This generation of college students has arguably created the most controversy since the young civil rights protestors of the 1960s.
While the majority of these modern activists understand that sometimes one must yell to be heard, skeptics argue the quickly changing standards of political correctness are a result of mere temper-tantrums of 20-somethings.
The president of Oklahoma Wesleyan University took to his school’s blog to share his sentiments on current university life. His post, titled “This is Not a Day Care. It’s a University!”, offers an anecdote of a student who approached him after a University chapel service.
According to the blog post, the student felt victimized during the sermon and expressed that the speaker made him feel badfor “not showing love.”
The president, Dr. Everett Piper, commented that college students nowadays often like to play the victim. “Our culture has actually taught our kids to be this self-absorbed and narcissistic,” he wrote.
What Dr. Piper has failed to understand is when a student expresses discomfort, they shouldn’t be answered with disgust, but rather support.
While the student’s complaint might have been trivial, isn’t it a duty of a university president to care for the needs of their student body? Maybe it’s the way young scholars communicate their grievances that leave some folks confused and angry.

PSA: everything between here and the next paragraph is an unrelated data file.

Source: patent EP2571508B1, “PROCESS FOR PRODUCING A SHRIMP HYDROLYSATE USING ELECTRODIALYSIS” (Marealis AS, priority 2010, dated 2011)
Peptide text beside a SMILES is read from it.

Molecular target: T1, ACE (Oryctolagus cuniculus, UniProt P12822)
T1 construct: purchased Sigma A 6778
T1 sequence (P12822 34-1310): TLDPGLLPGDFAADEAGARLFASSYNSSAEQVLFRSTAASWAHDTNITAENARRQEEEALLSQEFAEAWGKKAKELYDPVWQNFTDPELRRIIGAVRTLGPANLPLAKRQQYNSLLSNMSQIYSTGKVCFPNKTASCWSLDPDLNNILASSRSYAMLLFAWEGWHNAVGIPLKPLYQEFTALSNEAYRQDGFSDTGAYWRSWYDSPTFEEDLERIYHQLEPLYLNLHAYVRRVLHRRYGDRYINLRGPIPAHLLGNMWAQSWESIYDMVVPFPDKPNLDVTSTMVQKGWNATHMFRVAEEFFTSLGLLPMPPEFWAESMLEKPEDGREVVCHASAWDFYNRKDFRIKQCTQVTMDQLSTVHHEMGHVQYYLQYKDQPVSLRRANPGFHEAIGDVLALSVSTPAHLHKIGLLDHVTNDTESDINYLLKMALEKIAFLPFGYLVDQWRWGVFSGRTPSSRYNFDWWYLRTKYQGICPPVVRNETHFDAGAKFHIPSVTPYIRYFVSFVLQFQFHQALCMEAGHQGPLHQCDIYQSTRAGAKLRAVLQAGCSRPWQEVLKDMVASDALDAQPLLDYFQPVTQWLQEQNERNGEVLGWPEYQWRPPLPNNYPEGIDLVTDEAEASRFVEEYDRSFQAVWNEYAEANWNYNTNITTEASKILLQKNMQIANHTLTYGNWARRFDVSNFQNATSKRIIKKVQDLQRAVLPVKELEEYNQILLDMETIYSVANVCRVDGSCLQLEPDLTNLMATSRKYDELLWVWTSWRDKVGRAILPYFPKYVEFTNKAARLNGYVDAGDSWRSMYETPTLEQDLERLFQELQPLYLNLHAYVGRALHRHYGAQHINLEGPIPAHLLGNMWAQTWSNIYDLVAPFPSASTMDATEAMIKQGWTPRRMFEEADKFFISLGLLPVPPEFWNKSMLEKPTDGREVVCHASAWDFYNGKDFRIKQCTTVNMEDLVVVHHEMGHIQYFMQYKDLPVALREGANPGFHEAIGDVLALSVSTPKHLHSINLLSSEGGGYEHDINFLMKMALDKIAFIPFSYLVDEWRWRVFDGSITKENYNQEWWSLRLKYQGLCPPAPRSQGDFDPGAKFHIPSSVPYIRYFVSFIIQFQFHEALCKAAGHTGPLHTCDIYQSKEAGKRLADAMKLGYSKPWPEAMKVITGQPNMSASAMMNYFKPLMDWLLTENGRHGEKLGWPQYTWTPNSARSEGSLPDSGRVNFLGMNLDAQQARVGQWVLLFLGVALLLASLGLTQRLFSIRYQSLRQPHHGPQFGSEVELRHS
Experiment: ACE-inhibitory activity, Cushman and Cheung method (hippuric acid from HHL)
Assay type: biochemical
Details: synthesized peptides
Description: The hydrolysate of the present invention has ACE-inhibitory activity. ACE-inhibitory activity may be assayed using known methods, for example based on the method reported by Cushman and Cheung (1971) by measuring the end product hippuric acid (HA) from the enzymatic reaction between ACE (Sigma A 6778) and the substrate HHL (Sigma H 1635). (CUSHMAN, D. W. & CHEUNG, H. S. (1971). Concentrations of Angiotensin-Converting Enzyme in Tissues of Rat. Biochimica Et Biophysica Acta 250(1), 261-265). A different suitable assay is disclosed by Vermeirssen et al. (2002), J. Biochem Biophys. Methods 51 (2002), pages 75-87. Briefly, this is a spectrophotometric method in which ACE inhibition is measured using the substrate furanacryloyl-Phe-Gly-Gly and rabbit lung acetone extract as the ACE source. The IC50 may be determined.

Students around the country have been speaking out on issues that have otherwise been ignored and have demanded safer campus climates. They’ve done so by holding protests and rallies and writing letters to their university presidents and their Congress.
Recently, a controversial video of a student demonstration at the University of Missouri became viral.
The school has had a tough year, facing racial issues and workplace inequality, and their campus “Concerned Student” movement has made strides in creating ultimatums for their university.
The video shows protesters who formed a wall around a fasting student camped on school grounds.
A student-journalist was continuously denied access inside of the circle to take a photo of the hunger-striking student. Despite attempting to explain that the first amendment right allowing the protesters to demonstrate was the same one that allows him to shoot photos, the journalist was repeatedly heckled.
Even when the person recording the video found himself inside the circle, a communications professor ordered him to leave. It seems even some faculty can forget basic constitutional rights when caught in the excitement of demonstrating.
This ‘mob mentality’ that some activists take on is what fuels the critics of modern social justice movements.
However, those university officials and others who are annoyed by the stricter political correctness policies of young adults are missing the larger point.
They’re not becoming more sensitive themselves, they’re just becoming sensitive to everyone else’s requests. It’s important we solve this miscommunication crisis and begin to handle the needs of those who feel mistreated.